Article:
One nicely framed photo of an apple one poorly framed photo of an apple.

Look at the differences between photos one and two (hint, photo two made the cut). In picture one, I knew I wanted to take a photo of the apple. The subject is clear and the photo has a lot of color, but the lighting wasn’t good enough on the subject—the apple was in the dark. Plus, I wanted to have a higher-contrast background in order to make my subject pop even more.

For the second photo, I moved until I found better lighting and purple flowers that would make the red apple visually stand-out. The second photo has an interesting composition, the photo is clear, and the apple has the best lighting it can have.

Finally, let's look at an example live on the feed. 

One nicely framed photo of a lunch one poorly framed photo of a lunch.

Here we have two different restaurants, two photos of sandwiches, two pictures taken with phones. In the first, the photo is way too close to the subject, blurry, and not visually appealing or interesting. The sandwich does not look as good as it probably tastes (and we bet it tastes amazing).

In the second, all of this is fixed. We are pulled far enough away so that we can see the whole subject but still know what the subject is. The photo is clear, the lighting is amazing, and the photo is made visually compelling by how the sandwich is arranged and the various background elements that work together to make the sandwich jump out and catch your eye. While making a quick scroll, you would order one of those sandwiches over the other on the feed.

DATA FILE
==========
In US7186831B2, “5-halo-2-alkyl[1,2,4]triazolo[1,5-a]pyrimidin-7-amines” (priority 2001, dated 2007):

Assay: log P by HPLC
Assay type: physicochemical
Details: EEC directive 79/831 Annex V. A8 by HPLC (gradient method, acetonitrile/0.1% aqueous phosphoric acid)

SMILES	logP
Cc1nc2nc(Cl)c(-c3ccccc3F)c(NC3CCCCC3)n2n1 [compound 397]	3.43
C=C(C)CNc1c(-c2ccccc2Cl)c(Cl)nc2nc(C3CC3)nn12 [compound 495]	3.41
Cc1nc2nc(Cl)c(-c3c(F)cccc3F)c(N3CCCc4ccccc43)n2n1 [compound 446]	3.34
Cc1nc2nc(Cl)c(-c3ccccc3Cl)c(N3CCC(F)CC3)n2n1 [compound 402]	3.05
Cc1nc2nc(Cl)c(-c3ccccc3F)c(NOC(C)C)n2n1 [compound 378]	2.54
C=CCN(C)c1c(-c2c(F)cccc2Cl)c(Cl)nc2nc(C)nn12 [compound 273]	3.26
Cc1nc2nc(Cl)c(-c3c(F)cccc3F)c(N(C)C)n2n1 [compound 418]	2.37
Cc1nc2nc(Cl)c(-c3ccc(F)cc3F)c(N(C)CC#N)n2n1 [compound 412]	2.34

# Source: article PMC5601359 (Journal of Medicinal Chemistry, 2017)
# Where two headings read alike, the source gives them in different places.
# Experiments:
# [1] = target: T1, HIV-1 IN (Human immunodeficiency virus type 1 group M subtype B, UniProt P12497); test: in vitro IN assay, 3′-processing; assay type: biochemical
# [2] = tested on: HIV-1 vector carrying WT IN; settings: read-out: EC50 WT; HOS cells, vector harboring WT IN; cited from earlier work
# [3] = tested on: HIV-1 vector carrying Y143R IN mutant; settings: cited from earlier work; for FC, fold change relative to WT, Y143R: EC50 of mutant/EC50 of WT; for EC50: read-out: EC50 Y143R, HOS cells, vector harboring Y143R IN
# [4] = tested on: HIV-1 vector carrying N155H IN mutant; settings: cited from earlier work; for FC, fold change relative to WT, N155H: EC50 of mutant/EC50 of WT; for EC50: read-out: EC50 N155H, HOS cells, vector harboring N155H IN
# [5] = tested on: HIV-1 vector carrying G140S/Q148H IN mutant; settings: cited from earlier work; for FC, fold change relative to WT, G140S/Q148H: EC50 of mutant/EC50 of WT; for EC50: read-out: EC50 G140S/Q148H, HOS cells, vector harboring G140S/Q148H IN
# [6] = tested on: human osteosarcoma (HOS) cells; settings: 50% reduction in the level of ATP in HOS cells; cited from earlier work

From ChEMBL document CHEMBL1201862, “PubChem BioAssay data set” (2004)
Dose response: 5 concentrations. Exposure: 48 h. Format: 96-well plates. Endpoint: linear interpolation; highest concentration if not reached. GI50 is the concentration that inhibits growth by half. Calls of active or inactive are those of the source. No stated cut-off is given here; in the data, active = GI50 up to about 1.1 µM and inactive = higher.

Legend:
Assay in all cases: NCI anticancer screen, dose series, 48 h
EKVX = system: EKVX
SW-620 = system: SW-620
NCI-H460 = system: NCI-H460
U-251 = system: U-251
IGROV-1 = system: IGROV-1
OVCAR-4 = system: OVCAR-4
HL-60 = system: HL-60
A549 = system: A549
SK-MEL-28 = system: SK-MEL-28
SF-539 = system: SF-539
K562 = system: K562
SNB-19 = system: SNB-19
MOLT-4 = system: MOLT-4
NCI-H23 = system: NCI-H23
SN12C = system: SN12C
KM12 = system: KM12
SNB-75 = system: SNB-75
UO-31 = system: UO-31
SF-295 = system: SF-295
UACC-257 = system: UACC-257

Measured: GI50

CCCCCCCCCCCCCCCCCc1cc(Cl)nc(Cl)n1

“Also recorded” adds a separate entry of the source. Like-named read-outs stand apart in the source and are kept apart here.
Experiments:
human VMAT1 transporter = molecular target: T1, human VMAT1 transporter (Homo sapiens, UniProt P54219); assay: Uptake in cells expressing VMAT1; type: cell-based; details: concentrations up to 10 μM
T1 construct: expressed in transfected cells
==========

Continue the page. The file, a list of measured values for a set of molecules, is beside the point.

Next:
As you can see, how you frame your picture matters, and even on your phone you can find a way to take a stellar photo that will get you more likes on social.

Picture of someone taking a picture

So... How do I Take the Photo?

Now that we’ve seen examples of good vs. maybe-could-use-some-work social photos, let’s get down to taking the picture. When taking a photo, you should:

  1. Identify the subject and isolate it in the frame.
  2. Make sure the photo isn’t too busy with objects.
  3. Make sure it is against a background that is both visually appealing and compelling while still working to make the subject stand-out.
  4. Make sure you are in clear lighting (that also isn’t harsh. Natural light is better than fluorescent.)
  5. Keep your hand as steady as possible.
  6. Position your phone to capture the subject from the best angle possible.

Before taking the photo, ask yourself these questions:

  1. Can I tell what the subject is?
  2. Is this photo visually pleasing/interesting?